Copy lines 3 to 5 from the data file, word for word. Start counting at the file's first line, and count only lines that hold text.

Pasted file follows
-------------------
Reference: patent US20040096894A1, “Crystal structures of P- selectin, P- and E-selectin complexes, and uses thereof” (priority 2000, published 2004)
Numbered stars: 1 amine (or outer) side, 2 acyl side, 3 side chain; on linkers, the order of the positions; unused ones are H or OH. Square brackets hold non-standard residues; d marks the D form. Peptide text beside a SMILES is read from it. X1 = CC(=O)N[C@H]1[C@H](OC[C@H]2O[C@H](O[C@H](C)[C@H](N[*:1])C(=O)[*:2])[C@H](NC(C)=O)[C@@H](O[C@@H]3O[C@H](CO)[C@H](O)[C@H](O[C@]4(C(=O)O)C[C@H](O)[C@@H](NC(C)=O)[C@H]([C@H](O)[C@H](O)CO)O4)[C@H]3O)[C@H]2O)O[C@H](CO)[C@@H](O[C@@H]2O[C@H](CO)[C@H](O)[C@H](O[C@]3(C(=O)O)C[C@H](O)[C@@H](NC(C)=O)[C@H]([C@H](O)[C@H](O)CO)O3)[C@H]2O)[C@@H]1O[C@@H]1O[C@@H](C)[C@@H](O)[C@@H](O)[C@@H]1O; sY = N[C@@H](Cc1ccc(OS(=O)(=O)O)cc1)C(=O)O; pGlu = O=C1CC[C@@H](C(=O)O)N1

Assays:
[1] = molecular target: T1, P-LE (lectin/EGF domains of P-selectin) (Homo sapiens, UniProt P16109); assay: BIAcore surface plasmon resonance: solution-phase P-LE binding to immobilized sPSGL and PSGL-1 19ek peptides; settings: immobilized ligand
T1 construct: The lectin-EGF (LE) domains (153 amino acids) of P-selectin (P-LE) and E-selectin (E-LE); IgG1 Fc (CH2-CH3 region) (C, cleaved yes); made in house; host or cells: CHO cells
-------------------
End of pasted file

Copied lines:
Assays:
[1] = molecular target: T1, P-LE (lectin/EGF domains of P-selectin) (Homo sapiens, UniProt P16109); assay: BIAcore surface plasmon resonance: solution-phase P-LE binding to immobilized sPSGL and PSGL-1 19ek peptides; settings: immobilized ligand
T1 construct: The lectin-EGF (LE) domains (153 amino acids) of P-selectin (P-LE) and E-selectin (E-LE); IgG1 Fc (CH2-CH3 region) (C, cleaved yes); made in house; host or cells: CHO cells